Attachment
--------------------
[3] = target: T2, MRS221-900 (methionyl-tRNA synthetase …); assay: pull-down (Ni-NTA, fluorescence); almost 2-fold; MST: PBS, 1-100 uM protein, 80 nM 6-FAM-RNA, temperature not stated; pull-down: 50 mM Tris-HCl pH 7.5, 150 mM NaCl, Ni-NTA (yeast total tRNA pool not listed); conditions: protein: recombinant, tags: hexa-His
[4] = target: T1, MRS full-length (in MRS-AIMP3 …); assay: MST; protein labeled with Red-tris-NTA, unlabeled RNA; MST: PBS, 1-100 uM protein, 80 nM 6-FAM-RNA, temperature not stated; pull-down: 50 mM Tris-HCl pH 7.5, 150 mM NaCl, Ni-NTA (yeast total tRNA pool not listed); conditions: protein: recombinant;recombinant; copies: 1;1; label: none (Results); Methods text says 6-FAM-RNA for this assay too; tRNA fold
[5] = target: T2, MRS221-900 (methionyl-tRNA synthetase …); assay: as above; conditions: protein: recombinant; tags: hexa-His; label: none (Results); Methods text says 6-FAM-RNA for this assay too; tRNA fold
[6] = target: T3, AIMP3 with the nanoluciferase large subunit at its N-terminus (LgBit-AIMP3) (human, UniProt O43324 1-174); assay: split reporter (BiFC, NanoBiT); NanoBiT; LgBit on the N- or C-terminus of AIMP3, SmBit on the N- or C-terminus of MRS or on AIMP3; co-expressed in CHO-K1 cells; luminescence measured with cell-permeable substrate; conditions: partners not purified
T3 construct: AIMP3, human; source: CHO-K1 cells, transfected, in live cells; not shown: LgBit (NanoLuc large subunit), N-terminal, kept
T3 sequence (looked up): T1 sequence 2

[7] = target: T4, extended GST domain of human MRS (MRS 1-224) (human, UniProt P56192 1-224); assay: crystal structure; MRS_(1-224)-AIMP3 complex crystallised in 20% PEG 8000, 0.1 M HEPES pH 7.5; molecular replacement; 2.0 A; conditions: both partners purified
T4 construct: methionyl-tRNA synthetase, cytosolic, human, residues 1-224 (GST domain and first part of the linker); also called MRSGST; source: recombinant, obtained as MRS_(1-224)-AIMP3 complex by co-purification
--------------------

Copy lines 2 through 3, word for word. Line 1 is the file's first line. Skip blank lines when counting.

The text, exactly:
[4] = target: T1, MRS full-length (in MRS-AIMP3 …); assay: MST; protein labeled with Red-tris-NTA, unlabeled RNA; MST: PBS, 1-100 uM protein, 80 nM 6-FAM-RNA, temperature not stated; pull-down: 50 mM Tris-HCl pH 7.5, 150 mM NaCl, Ni-NTA (yeast total tRNA pool not listed); conditions: protein: recombinant;recombinant; copies: 1;1; label: none (Results); Methods text says 6-FAM-RNA for this assay too; tRNA fold
[5] = target: T2, MRS221-900 (methionyl-tRNA synthetase …); assay: as above; conditions: protein: recombinant; tags: hexa-His; label: none (Results); Methods text says 6-FAM-RNA for this assay too; tRNA fold